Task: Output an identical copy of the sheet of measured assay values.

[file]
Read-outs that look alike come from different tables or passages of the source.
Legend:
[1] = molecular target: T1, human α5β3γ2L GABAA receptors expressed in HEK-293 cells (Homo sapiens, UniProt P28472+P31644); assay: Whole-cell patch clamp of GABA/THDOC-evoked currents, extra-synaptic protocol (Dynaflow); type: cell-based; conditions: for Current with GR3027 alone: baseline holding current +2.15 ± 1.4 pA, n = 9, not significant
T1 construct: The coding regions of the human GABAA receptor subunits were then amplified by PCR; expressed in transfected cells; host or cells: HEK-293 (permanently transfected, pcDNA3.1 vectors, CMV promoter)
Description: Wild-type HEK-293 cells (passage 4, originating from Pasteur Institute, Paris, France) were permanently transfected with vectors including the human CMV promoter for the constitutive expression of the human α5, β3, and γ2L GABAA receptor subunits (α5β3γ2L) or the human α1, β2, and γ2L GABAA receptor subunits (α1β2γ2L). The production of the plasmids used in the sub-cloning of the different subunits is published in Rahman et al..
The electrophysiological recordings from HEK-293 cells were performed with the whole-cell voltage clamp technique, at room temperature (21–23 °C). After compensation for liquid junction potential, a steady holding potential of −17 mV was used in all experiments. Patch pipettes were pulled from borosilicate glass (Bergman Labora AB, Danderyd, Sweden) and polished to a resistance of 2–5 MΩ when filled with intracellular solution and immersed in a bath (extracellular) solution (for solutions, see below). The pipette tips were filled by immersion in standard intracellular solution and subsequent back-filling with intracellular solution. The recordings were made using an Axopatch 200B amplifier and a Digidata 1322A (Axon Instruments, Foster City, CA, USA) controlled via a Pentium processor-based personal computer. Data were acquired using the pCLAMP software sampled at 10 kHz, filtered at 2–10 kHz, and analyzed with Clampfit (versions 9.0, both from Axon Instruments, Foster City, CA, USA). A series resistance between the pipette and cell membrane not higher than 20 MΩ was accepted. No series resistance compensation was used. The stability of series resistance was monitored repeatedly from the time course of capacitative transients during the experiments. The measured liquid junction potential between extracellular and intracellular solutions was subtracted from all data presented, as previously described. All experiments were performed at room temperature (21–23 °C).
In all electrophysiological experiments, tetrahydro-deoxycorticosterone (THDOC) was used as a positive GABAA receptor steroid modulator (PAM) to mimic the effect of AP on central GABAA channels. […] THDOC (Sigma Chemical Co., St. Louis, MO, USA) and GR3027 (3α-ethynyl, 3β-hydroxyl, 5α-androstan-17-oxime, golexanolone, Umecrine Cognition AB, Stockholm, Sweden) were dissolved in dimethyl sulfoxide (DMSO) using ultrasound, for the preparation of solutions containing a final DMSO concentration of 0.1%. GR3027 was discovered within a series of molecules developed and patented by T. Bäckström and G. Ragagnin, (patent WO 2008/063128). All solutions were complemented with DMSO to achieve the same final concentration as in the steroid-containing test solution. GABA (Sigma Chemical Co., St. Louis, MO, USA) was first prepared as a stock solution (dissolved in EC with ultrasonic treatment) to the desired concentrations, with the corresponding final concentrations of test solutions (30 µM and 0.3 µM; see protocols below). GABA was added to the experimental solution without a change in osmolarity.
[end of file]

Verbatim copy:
Read-outs that look alike come from different tables or passages of the source.
Legend:
[1] = molecular target: T1, human α5β3γ2L GABAA receptors expressed in HEK-293 cells (Homo sapiens, UniProt P28472+P31644); assay: Whole-cell patch clamp of GABA/THDOC-evoked currents, extra-synaptic protocol (Dynaflow); type: cell-based; conditions: for Current with GR3027 alone: baseline holding current +2.15 ± 1.4 pA, n = 9, not significant
T1 construct: The coding regions of the human GABAA receptor subunits were then amplified by PCR; expressed in transfected cells; host or cells: HEK-293 (permanently transfected, pcDNA3.1 vectors, CMV promoter)
Description: Wild-type HEK-293 cells (passage 4, originating from Pasteur Institute, Paris, France) were permanently transfected with vectors including the human CMV promoter for the constitutive expression of the human α5, β3, and γ2L GABAA receptor subunits (α5β3γ2L) or the human α1, β2, and γ2L GABAA receptor subunits (α1β2γ2L). The production of the plasmids used in the sub-cloning of the different subunits is published in Rahman et al..
The electrophysiological recordings from HEK-293 cells were performed with the whole-cell voltage clamp technique, at room temperature (21–23 °C). After compensation for liquid junction potential, a steady holding potential of −17 mV was used in all experiments. Patch pipettes were pulled from borosilicate glass (Bergman Labora AB, Danderyd, Sweden) and polished to a resistance of 2–5 MΩ when filled with intracellular solution and immersed in a bath (extracellular) solution (for solutions, see below). The pipette tips were filled by immersion in standard intracellular solution and subsequent back-filling with intracellular solution. The recordings were made using an Axopatch 200B amplifier and a Digidata 1322A (Axon Instruments, Foster City, CA, USA) controlled via a Pentium processor-based personal computer. Data were acquired using the pCLAMP software sampled at 10 kHz, filtered at 2–10 kHz, and analyzed with Clampfit (versions 9.0, both from Axon Instruments, Foster City, CA, USA). A series resistance between the pipette and cell membrane not higher than 20 MΩ was accepted. No series resistance compensation was used. The stability of series resistance was monitored repeatedly from the time course of capacitative transients during the experiments. The measured liquid junction potential between extracellular and intracellular solutions was subtracted from all data presented, as previously described. All experiments were performed at room temperature (21–23 °C).
In all electrophysiological experiments, tetrahydro-deoxycorticosterone (THDOC) was used as a positive GABAA receptor steroid modulator (PAM) to mimic the effect of AP on central GABAA channels. […] THDOC (Sigma Chemical Co., St. Louis, MO, USA) and GR3027 (3α-ethynyl, 3β-hydroxyl, 5α-androstan-17-oxime, golexanolone, Umecrine Cognition AB, Stockholm, Sweden) were dissolved in dimethyl sulfoxide (DMSO) using ultrasound, for the preparation of solutions containing a final DMSO concentration of 0.1%. GR3027 was discovered within a series of molecules developed and patented by T. Bäckström and G. Ragagnin, (patent WO 2008/063128). All solutions were complemented with DMSO to achieve the same final concentration as in the steroid-containing test solution. GABA (Sigma Chemical Co., St. Louis, MO, USA) was first prepared as a stock solution (dissolved in EC with ultrasonic treatment) to the desired concentrations, with the corresponding final concentrations of test solutions (30 µM and 0.3 µM; see protocols below). GABA was added to the experimental solution without a change in osmolarity.